As the Elon community gathered to celebrate 125 years of rich history during Homecoming 2013, the Elon Black Alumni Network celebrated the accomplishments of black alumni, students and faculty at its annual Black Alumni Scholarship Gala Nov. 9.
The event, which was held at the Lakeside Meeting Rooms, honored the recipients of the 2013 EBAN awards for demonstrated commitment to the community and Elon students. Honored were:
Ruby Thornton ’99
Gail Fonville Parker ’70 Distinguished Alumna Award
A consummate educator, Ruby Thornton graduated from Elon in 1999 with a degree in elementary education. She is an English language arts teacher at Thomasville Middle School in Thomasville, N.C. Before assuming that role, she served as elective teacher and coordinator for the Advancement Via Individual Determination program at Stephen Decatur Middle School in Clinton, Md. In that position, she was responsible for teaching students college and career preparatory skills, as well as critical reading and writing skills, often mentoring students from challenging backgrounds. Ruby resides in Greensboro with her three children, William, Melvin III and Camille.
Darryl Smith ’86
Eugene Perry ’69 Distinguished Alumnus Award
Shortly after graduating from Elon in 1986 with a degree in business administration, Darryl Smith joined United Parcel Service as a driver. He has been with UPS for 27 years and presently serves as vice president of sales for UPS Capital. During his time at Elon, Darryl was one of a few black students on campus, and fondly remembers dormitory custodians, cafeteria cooks, coaches and others who pushed him to pursue his dreams for the future. Darryl has a passion for mentoring young people and works alongside students at Elon interested in pursuing a career in sales. An Elon ambassador in his community, Darryl volunteers with the elderly and distressed youth and is actively involved with his church. He and Kimberly, his wife of 20 years, have two sons, Kyler, 14, and Colton,10.
Associate Professor of English Prudence Layne
K. Wilhelmina Boyd Outstanding Service to Students Award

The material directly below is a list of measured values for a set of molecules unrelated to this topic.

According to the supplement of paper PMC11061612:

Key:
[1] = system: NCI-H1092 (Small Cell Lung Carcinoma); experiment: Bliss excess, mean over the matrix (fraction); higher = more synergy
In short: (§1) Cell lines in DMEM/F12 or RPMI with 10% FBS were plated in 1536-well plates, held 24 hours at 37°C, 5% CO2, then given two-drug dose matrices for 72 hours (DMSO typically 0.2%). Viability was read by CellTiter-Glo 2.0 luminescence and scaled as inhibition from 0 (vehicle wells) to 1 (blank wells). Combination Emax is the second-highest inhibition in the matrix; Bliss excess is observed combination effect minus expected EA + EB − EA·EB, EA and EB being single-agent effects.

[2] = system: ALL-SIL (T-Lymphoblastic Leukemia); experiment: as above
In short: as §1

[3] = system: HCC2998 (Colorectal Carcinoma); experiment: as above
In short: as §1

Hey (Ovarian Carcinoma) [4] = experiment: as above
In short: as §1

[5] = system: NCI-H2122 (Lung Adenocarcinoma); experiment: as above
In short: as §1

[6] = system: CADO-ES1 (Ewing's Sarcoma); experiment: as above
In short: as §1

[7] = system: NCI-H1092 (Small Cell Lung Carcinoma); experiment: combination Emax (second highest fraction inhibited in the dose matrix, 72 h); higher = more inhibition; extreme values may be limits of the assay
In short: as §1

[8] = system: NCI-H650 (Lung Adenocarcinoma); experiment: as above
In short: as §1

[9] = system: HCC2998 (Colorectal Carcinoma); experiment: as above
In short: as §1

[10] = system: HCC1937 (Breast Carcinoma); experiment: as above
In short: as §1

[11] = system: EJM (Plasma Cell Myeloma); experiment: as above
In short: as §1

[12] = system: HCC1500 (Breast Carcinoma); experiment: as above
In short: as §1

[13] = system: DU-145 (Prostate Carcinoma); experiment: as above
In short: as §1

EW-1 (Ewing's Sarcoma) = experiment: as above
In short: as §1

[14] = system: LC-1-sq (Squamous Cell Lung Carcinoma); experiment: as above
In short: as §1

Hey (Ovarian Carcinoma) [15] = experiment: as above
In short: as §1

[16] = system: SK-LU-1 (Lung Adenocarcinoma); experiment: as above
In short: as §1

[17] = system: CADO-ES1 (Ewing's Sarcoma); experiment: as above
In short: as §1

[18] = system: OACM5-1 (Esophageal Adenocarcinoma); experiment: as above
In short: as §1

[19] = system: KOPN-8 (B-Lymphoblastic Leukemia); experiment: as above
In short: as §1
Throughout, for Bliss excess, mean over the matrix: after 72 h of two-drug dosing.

Since joining Elon in 2005, Associate Professor of English Prudence Layne has worked as a tireless advocate for students, faculty and staff of diverse populations. After being selected to lead the African & African-American Studies program in 2006, Prudence has reinvigorated the legacy of Professor K. Wilhelmina Boyd, the program’s founding coordinator, by promoting knowledge about African and African-descended peoples through advocacy, research, scholarship, service and teaching. Prudence holds undergraduate degrees in English and political science and a master’s degree in English from Howard University and a doctoral degree in English from the University of Miami. She is the daughter of a proud mom, Mavis Layne.
The gala event also celebrated 50 years of black students attending Elon. In the fall of 1963, Glenda Phillips Hightower became the first black full-time student to attend Elon College, opening the doors for many generations of students to come. Fifty years later, Elon black students and alumni continue to make a significant impact on the Elon community.
Established in 2007, the Black Alumni Scholarship Gala is the main fundraising for the EBAN Scholarship. A portion of every gala ticket sold supports the scholarship fund. The 2013 scholarship recipient is Shakori Fletcher ’16.
In expressing her thanks to the members of the Black Alumni Network, Fletcher said her scholarship is making her “dream school” a reality. “I thank you – and I don’t take my time here for granted,” Fletcher said. “The opportunities I found here are premium.”
Fletcher said her mother always advised that “where God guides, he provides,” and she says she is following a formula she believes is true: “hard work, plus faith, plus support, equals success.”
The African-American Alumni Group was founded in 2000 and committed to endowing a scholarship to ensure financial circumstances are not barriers to earning an Elon degree. The group was renamed the Elon Black Alumni Network in 2010, and the scholarship was named the Black Alumni Network Scholarship. Awarded annually to a black student with demonstrated financial need and academic merit, the scholarship was fully endowed and awarded for the first time in fall 2011.